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Sake Dewazakura Izumi Judan Tenth Degree (720ml)

Vintage:NV
Bottle Size:720 ml
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Sake Gunma Izumi Yamahai Honjozo

TASTING NOTES:
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POLISHING RATIO: 60%
ALCOHOL: 16-17%
SMV +/-: +3.0
ACIDITY: 1.6
RICE KOJI: JAPANESE RICE 100%
RICE KAKE: JAPANESE RICE 100%
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TASTING NOTES:
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Sake Jozen Mizuno Gotoshi Hiyaoroshi (720ml)

Hiyaoroshi is a general term referring to sake that has been pasteurized once in the winter and then allowed to mature over the summer before distribution in autumn. The Japan Sake Brewers Association designates September 9th as the official start for Hiyaoroshi sales. (Essentially aged Namazume)

September 9th is known as Kiku-no-Sekku (“Chrysanthemum Festival”), where hundreds of chrysanthemums are displayed around various venues and chrysanthemum sake is served. The chrysanthemum (kiku) was brought to Japan from China during the Nara period. In 1183, it was adopted as the Imperial Seal of Japan, and during the Meiji period no one but the Emperor could use it. Nowadays it still represents the authority of the emperor and you can see it everywhere in Japan.

Aromas are forward, fresh, and fruity in the nose with notes of sweet melon, cherries, and hints of vanilla. Flavors on the palate evoke feelings of the season with pumpkin pie, roasted nuts, and stewed plums. This sake is medium-bodied and accented by medium acidity, showing classic Jozen minerality and a lingering dry finish. Additional 7 months of aging adds depth and roundness.

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Sake Aizu Chushou Junmai Daiginjo Hattannishiki

This Junmai Daiginjo has a beautiful nose full of banana, melon and star anise. The all natural brewing process gives this sake a bright fresh palate of plum, lime and minerality with a clean dry finish. A very food friendly sake, and is thought to be best after the meal with a light, smooth, rich cow's milk cheese.

POLISHING RATIO: 40%
ALCOHOL: 16-17%
SMV +/-: +1.0
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POLISHING RATIO: 55%
ALCOHOL: 15-16%
SMV +/-: +4.0
ACIDITY: 1.0
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Sake Jozen Mizuno Gotoshi Genshu Junmaï Ginjo

Light, fluid, fruity
An icon among Niigata sakes, one of the most famous in Japan. A sake with fluidity, lightness, with a fruity nose (white fruits flesh). In mouth, it is clear and fine flavors on that slide as a source water to finish on pure and crystalline notes.

His name Jozen Mizuno Gotoshi, alone evokes the purity of water in mountains of Niigata. It goes wonderfully oysters, salmon tartare, the steamed white fish (sake, why not!). On a sashimi or carpaccio and crunchy pickled or cooked vegetables. Recommended serving temperature between 8°C to room temperature.

Product Description

Sake Dewazakura Izumi Judan Tenth Degree is a martini-lover's sake: clear, high-octane and bone dry, with a hint of juniper reminiscent of Tanquerary. No other ginjo combines dryness (+12 on the sake scale) and edginess (36 proof) to such exhilarating effect. A peerless sake with toro and hamachi or serve with salmon roe, caviar and cocktail canapes. Drink well-chilled after forty minutes in the freezer.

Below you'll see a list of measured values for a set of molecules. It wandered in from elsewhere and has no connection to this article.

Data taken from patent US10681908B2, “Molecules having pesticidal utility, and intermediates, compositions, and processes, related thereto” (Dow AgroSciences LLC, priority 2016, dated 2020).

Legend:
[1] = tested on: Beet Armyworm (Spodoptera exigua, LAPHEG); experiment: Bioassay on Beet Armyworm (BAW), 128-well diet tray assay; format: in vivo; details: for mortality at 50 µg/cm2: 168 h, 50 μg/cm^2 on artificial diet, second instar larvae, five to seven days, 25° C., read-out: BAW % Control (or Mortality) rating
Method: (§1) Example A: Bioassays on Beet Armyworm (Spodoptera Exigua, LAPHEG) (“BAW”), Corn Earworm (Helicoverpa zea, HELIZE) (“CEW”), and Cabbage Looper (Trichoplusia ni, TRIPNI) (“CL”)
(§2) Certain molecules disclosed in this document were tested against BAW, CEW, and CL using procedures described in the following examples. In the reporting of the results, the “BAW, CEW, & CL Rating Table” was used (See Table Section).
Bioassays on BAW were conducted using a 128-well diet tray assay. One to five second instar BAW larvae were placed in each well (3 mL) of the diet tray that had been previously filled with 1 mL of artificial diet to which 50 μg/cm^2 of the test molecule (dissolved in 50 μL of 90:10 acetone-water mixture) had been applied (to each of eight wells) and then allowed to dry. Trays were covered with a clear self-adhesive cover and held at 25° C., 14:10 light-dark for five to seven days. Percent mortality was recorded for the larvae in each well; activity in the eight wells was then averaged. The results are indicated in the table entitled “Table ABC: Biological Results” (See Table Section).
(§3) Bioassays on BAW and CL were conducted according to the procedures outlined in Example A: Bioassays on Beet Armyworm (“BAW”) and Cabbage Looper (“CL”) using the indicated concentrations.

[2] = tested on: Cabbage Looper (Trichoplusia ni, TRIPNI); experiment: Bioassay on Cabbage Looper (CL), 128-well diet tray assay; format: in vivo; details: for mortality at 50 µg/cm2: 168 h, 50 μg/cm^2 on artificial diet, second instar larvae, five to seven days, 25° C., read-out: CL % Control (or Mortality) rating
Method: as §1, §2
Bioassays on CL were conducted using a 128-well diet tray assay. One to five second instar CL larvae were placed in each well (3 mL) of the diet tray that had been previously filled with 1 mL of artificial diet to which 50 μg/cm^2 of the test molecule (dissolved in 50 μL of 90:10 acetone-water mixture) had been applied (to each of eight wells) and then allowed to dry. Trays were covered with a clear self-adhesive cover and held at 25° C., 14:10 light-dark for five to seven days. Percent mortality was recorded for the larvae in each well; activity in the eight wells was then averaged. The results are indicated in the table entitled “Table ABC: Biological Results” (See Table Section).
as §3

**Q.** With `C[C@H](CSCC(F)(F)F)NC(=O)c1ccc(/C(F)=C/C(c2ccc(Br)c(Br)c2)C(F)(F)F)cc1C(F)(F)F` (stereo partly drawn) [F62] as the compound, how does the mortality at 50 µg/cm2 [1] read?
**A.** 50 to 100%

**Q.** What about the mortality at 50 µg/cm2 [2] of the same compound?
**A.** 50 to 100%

Rice Variety: Miyamanishiki
Polishing Ratio: 50%
Alcohol Percentage: 17.5%
Sake Meter Value: +12.0
Acidity: 1.4
Yeast Type: Yamagata YK-0107

Winery: Dewazakura Brewing Company

Dewazakura Brewing Company
Many sake enthusiasts are surprised to learn that twenty-five years ago ginjo labels were hard to find in Japan. In those days, people were still drinking the cloyingly sweet sakes the breweries had been churning out since the ’50s; no one thought that customers would actually pay more for the quality ginjo and daiginjo sakes brewed in limited amounts for competitions.

In 1981, Dewazakura Brewing Company changed that with the release of  "Oka," an affordably priced ginjo label with a polishing ratio of 50 percent and a lovely floral aroma. It was light, crisp and delightful. It was made to be drunk cold. Soon other breweries introduced their own ginjo labels. And so began one of the most creative periods in the history of sake, earning for Dewazakura the admiration and respect of even its most ardent competitors.

What made the brewery stand out was a drive for innovation. Dewazakura was not a wealthy brewery, or a long-established one, but they were open to change. When the opportunity arose in the years after the war to invite research technicians in from the National Research Institute of Brewing, they jumped at the chance. Drawing on the knowledge and skill of Hideo Abe, a former Institute research advisor, they put new ideas into practice without hesitation.

By 1991, Dewazakura had perfected its cold storage technique, aging freshly pressed sake at 28 degrees Fahrenheit to keep it as aromatic and flavorful as possible until bottling. In 1996 it introduced "Dewasansan," brewed from a new Yamagata rice strain of the same name, another hit which opened the way for other prefectures to introduce highly specific regional labels. This year, for the first time in history, Yamagata breweries received more gold medals than any other prefecture at the 2004 Japan National Sake Appraisal, an achievement due in no small measure to the pioneering efforts of the Dewazakura Brewing Company.

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